This course introduces students to the application of entrepreneurship to the advancement of social change within organizations that have a double bottom line: creating tangible social value as well as financial return. Students will use cases and examination of live organizations to develop knowledge of the strategies for and challenges of creating sustainable and successful social ventures. Issues including start-up, funding, organizing, growing, and assessing a social enterprise will be explored.
This course is designed to help not-for-profit managers learn how to engage the public sector effectively. Through applied research and case study, students will acquire a wide range of knowledge and action skills in such diverse areas as improving performance through organizational change; the budget process; identifying and pursuing funding opportunities; and how the federal or local government’s public policy and fiscal decisions affect not-for-profit organizations’ strategic goals and operations. Particular attention is given to state and local governmental operations in Hawai‘i.
Examines financial management of organizations through analyzing current financial problems and decision-making in business. Issues include management of cash, receivables in inventories, long- and short-term investment alternatives and capital sources, capital budgeting, return on investment, and risk management. Formulating, implementing, and communicating financial strategies stressed. Prerequisites: MBA 510 and MBA 611
Provides a comprehensive overview of investment management and analytic tools for evaluating investment opportunities. Topics include analysis and valuation of equity securities, fixed income securities and financial derivatives, measurement of risk and return, construction of optimal asset portfolios, and criteria for evaluation of investment performance. Prerequisite: MBA 611
Provides a framework for making corporate financial decisions in an international context. Topics include managing foreign currency exposure, global financing, multi-national capital budgeting decisions, hedging instruments, international sources and cost of capital, trade financing, and international portfolio investment. Prerequisite: MBA 611
Provides concepts and skills needed to lead change and development efforts at individual, team, and systems levels. Focus given to diagnosis of organizational events and creation of interventions for improvement. Emphasis on using consulting models and applying behavioral science knowledge and techniques to improve performance of people and organizations. Includes structural process and human resource interventions. Prerequisite: MBA 600
Provides perspectives and processes used in effective project management from conception through evaluation. Employs hands-on learning to prepare students to develop project planning and oversight systems, identify and implement best practices, and establish operational links between project and organizational objectives. Focuses on use of project management in accomplishing strategic organizational goals.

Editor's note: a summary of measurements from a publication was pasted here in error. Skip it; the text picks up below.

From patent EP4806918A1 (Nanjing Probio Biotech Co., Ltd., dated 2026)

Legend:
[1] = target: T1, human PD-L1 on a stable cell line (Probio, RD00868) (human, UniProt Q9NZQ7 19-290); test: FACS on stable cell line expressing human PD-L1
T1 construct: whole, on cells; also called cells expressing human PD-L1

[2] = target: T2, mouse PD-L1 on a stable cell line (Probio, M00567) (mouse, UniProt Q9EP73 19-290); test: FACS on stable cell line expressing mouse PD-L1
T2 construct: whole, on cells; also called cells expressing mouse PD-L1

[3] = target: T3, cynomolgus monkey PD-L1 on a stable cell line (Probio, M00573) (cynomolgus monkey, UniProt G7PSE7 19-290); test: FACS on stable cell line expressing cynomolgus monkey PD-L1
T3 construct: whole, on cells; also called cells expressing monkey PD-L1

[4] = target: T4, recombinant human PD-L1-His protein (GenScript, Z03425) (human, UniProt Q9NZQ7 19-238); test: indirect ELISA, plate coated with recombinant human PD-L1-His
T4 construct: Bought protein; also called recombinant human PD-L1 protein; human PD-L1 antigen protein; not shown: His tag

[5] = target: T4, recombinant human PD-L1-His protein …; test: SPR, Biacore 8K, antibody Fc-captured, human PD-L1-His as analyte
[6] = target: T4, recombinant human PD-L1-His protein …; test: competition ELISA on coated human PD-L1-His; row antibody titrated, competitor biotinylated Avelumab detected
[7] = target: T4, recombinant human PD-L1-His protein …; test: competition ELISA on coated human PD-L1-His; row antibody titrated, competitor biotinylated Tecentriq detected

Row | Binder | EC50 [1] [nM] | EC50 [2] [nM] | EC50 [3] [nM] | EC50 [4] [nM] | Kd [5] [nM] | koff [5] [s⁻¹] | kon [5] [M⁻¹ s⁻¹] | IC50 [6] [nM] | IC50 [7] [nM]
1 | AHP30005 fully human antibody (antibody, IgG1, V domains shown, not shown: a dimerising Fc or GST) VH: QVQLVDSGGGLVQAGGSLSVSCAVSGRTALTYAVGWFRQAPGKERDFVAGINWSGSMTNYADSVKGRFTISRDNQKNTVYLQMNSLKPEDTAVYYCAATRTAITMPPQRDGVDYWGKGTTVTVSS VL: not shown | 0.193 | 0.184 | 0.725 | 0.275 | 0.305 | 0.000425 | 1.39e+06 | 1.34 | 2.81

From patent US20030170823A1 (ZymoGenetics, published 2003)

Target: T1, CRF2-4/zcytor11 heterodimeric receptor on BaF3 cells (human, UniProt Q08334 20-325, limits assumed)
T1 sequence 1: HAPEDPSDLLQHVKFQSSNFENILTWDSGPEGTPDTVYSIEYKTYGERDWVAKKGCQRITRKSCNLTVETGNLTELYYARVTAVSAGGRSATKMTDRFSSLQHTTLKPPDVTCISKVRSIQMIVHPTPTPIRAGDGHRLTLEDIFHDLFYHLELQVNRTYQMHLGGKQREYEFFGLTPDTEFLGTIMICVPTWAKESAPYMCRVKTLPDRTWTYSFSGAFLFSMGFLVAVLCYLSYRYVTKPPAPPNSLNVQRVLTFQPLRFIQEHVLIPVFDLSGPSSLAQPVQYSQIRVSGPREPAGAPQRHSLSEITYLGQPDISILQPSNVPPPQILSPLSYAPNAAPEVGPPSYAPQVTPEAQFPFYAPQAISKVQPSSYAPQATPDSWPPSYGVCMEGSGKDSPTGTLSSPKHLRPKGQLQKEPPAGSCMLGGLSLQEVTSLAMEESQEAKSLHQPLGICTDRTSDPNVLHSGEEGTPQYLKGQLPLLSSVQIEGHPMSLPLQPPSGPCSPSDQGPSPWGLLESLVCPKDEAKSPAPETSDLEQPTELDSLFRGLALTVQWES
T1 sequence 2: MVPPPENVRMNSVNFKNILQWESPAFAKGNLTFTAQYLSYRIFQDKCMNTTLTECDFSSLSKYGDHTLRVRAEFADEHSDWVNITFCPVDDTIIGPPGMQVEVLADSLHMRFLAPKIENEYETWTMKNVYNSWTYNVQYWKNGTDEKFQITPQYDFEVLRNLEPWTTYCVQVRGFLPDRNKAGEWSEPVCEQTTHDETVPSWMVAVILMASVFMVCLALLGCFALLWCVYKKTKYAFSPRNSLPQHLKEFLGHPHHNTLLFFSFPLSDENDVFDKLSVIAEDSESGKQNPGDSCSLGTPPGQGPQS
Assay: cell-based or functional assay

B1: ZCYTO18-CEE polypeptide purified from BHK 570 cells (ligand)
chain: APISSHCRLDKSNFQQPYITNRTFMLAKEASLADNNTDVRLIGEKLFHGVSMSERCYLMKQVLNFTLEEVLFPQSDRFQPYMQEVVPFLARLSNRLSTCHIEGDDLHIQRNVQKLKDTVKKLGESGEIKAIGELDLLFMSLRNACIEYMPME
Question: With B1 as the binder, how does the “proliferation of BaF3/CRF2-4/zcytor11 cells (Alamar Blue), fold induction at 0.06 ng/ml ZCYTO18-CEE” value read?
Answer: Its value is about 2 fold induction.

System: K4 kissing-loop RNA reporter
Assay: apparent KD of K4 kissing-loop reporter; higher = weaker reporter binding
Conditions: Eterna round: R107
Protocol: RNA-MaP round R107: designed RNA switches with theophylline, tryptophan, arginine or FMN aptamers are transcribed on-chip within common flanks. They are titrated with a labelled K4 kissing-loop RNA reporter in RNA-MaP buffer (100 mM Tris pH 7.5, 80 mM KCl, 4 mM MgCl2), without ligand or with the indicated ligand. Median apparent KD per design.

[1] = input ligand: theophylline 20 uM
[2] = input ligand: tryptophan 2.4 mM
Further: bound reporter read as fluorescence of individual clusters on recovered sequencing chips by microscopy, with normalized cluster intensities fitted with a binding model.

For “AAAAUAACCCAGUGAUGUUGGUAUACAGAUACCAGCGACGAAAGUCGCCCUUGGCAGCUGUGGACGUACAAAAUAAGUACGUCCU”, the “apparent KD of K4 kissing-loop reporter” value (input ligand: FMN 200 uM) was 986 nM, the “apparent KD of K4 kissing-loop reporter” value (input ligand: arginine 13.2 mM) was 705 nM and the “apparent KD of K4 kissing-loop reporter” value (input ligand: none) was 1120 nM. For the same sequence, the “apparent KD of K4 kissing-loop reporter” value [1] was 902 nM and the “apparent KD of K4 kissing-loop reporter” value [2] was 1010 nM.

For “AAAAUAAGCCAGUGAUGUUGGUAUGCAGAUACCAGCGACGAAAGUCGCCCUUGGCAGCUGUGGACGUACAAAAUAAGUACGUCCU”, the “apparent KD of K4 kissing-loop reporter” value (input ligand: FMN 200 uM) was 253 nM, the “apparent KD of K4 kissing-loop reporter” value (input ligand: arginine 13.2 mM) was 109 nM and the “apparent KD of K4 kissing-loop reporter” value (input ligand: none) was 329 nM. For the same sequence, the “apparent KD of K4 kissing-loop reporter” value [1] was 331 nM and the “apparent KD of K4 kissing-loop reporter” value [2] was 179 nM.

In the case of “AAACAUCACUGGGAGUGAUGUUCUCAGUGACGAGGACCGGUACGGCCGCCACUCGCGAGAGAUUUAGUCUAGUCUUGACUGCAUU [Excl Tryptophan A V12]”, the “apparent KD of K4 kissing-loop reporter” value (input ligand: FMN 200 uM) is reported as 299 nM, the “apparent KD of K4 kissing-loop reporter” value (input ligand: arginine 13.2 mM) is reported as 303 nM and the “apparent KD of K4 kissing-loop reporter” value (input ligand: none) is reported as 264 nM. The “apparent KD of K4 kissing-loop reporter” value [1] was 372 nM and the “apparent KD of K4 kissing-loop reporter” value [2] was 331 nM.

This graduate level seminar focuses on developing participants’ self-knowledge, professional perspectives, and personal skills for personal and professional success. Emphasizes tools for effective self-management and career charting. Topics include time management, effective presentations and interpersonal communication, stress management, and conflict resolution. Employs experiential learning and guest presenters. Prerequisite: MBA 600
Examines planning and development of funding acquisition and use of not-for-profit organizations. Enables students to construct funding strategies to improve organizational performance, solicit support from donors, and demonstrate effectiveness to key stakeholders. Topics include donor-centered fundraising, management of campaigns, marketing and public relations in philanthropic ventures, managing information, and professional ethics in philanthropy.
Helps participants design, analyze, and use accounting information systems. Provides conceptual frameworks for understanding information systems as well as practical experience in using real-world accounting information software. Emphasis on systems development and accounting applications design. This course is open only to students in the Accounting MBA.
Provides advanced study of concepts and issues in financial accounting. Topics include business combinations and consolidations, inter-company transactions, partnership accounting, and international accounting. This course is open only to students in the Accounting MBA.
Examines tax laws and regulations as applied to formation, operation, and dissolution of corporations and partnerships. Emphasis on conducting research related to complex tax issues. This course is open only to accounting concentration students.
Provides advanced study of conceptual framework of financial accounting, emphasizing theoretical concepts, accounting standards and procedures. Focuses on sources of Generally Accepted Accounting Principles, including industry pronouncements, opinions and bulletins. Also includes research techniques using FASB’s Financial Accounting Research System. This course is open only to students in the Accounting MBA.
Selected topics may be offered on any aspect of business. Topics will be announced. Examples of current special topic offerings include: Fraud and Forensic Accounting, Cross-Cultural Management, Leaders in Practice, Family Business Management, and Risk Management.
Professional internship with guidance of a faculty member. Arrangements for a supervised internship are made through the MBA Program Office.
Individualized study on a chosen subject under supervision of a faculty member. Participation in directed study is arranged through the MBA Program Office.
This capstone course gives students an opportunity to experience the many demands and managerial complexities placed on top managers. Helps students integrate and apply what they have learned in functional business courses, as well as gain experience in using the techniques, tools and skills of strategic analysis. Student teams engage a “live” organization in their field project and bring real world challenges they face back into the classroom. This course should be taken in the final term and after completion of all core courses.